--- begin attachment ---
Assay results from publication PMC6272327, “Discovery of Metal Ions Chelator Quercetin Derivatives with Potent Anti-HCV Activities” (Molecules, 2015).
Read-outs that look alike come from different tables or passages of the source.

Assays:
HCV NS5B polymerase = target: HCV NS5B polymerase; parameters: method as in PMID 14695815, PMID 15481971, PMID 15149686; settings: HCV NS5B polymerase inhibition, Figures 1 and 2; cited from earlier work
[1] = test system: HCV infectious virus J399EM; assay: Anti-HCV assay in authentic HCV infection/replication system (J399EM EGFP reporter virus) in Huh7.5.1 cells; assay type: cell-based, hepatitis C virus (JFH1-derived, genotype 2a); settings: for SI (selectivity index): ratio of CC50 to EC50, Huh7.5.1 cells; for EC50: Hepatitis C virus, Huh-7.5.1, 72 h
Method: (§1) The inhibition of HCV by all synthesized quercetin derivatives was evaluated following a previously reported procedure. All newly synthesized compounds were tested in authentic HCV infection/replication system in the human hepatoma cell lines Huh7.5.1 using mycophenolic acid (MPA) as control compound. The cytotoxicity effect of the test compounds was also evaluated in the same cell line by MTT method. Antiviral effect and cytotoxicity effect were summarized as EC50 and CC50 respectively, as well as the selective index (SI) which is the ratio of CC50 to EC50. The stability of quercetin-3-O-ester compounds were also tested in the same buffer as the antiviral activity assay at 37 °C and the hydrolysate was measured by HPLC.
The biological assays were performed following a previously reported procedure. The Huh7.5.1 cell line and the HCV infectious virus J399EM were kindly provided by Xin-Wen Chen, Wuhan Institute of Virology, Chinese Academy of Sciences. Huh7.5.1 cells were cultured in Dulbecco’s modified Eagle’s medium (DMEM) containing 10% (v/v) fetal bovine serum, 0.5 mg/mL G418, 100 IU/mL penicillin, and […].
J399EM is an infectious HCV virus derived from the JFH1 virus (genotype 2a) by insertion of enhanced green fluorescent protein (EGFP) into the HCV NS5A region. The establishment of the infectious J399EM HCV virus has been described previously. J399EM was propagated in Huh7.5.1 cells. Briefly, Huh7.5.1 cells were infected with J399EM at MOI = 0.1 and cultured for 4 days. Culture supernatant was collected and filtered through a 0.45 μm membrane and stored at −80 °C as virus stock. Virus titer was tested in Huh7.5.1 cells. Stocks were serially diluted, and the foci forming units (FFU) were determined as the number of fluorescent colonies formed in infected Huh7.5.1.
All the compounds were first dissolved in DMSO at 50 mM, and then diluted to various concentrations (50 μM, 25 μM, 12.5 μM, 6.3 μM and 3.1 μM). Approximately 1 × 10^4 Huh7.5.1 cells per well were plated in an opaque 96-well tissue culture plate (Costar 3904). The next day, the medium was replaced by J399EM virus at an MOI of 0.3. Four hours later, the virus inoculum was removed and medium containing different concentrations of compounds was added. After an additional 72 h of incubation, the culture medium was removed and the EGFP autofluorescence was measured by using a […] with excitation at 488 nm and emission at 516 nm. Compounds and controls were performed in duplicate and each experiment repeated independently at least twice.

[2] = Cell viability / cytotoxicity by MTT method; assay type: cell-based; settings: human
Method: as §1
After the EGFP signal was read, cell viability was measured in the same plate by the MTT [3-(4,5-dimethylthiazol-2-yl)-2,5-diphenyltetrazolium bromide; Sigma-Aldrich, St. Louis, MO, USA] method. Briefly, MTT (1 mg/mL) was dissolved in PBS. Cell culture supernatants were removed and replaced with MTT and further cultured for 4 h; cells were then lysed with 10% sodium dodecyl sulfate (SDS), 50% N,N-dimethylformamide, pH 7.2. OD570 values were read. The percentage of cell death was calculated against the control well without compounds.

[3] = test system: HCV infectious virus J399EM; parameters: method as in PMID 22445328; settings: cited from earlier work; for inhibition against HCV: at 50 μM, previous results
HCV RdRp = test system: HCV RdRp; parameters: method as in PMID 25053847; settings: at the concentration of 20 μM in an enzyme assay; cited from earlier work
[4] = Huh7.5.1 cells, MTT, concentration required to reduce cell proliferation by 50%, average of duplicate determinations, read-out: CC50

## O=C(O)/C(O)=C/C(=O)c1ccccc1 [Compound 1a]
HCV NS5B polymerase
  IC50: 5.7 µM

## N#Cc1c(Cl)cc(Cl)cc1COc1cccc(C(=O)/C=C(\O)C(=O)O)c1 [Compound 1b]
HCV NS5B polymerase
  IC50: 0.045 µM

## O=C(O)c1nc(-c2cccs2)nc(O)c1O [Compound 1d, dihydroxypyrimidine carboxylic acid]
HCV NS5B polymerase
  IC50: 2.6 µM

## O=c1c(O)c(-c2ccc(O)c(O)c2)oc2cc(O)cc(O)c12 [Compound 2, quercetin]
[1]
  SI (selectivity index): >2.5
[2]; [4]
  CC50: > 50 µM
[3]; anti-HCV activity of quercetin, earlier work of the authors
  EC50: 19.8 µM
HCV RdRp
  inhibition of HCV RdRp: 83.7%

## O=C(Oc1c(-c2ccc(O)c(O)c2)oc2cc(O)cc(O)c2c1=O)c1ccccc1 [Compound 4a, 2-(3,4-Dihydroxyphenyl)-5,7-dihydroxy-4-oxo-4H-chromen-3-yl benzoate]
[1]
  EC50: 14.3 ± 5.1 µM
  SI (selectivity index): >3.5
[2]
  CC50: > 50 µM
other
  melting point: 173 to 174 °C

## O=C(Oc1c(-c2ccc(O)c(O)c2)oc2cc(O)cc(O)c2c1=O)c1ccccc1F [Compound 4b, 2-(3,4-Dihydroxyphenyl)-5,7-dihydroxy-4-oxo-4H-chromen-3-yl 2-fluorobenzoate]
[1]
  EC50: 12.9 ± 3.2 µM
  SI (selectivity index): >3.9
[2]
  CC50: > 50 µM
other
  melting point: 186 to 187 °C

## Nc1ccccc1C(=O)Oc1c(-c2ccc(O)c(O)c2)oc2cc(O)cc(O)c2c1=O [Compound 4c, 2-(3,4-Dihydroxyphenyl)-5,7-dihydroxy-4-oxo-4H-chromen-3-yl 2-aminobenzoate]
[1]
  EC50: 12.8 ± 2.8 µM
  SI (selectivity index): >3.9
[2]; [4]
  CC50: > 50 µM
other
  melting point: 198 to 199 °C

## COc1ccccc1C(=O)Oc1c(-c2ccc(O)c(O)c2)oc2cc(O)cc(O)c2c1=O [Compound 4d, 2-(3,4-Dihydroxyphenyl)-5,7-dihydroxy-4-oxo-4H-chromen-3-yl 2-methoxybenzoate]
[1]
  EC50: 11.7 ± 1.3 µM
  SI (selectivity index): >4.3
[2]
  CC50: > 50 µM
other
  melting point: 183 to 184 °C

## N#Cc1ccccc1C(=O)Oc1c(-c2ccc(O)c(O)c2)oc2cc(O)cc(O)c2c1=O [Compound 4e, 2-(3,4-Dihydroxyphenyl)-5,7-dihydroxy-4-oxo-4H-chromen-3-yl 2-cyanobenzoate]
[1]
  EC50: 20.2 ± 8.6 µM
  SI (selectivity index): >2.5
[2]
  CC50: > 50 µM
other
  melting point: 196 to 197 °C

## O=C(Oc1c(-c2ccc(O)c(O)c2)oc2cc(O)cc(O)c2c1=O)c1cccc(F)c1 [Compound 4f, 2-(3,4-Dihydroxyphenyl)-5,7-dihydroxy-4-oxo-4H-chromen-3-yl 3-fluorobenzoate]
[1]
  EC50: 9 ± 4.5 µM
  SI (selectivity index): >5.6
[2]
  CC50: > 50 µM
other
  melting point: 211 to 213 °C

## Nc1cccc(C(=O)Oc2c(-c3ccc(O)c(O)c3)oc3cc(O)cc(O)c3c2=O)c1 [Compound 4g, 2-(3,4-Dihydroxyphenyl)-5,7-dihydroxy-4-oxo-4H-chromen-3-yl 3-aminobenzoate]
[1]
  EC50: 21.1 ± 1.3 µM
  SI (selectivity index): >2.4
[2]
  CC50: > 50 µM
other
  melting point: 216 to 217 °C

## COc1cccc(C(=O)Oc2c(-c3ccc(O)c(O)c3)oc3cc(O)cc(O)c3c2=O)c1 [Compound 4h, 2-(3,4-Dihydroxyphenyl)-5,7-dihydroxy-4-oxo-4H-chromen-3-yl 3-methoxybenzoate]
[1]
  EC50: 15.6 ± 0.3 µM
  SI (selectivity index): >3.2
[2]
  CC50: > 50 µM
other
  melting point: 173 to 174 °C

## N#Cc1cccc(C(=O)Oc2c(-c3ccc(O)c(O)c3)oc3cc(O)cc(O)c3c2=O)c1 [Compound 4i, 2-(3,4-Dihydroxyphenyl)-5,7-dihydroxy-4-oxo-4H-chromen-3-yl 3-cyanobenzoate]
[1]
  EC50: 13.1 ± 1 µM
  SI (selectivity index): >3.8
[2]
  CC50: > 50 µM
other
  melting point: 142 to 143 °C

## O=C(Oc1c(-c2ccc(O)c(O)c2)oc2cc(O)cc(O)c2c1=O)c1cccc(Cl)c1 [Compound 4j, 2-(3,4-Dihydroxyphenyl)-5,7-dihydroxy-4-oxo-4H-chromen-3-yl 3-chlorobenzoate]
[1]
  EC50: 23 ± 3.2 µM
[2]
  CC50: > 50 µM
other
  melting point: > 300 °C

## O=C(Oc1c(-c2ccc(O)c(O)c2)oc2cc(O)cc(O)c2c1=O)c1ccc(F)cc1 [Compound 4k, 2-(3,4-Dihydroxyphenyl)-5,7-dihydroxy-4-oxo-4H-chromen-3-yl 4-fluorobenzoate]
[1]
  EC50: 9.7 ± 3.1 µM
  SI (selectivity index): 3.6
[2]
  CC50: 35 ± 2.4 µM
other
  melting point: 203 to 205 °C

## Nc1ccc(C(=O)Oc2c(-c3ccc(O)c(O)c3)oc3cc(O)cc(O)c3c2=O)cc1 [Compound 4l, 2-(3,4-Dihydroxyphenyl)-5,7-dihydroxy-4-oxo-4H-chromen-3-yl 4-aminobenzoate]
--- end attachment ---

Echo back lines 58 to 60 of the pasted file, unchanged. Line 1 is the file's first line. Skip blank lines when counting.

## COc1ccccc1C(=O)Oc1c(-c2ccc(O)c(O)c2)oc2cc(O)cc(O)c2c1=O [Compound 4d, 2-(3,4-Dihydroxyphenyl)-5,7-dihydroxy-4-oxo-4H-chromen-3-yl 2-methoxybenzoate]
[1]
  EC50: 11.7 ± 1.3 µM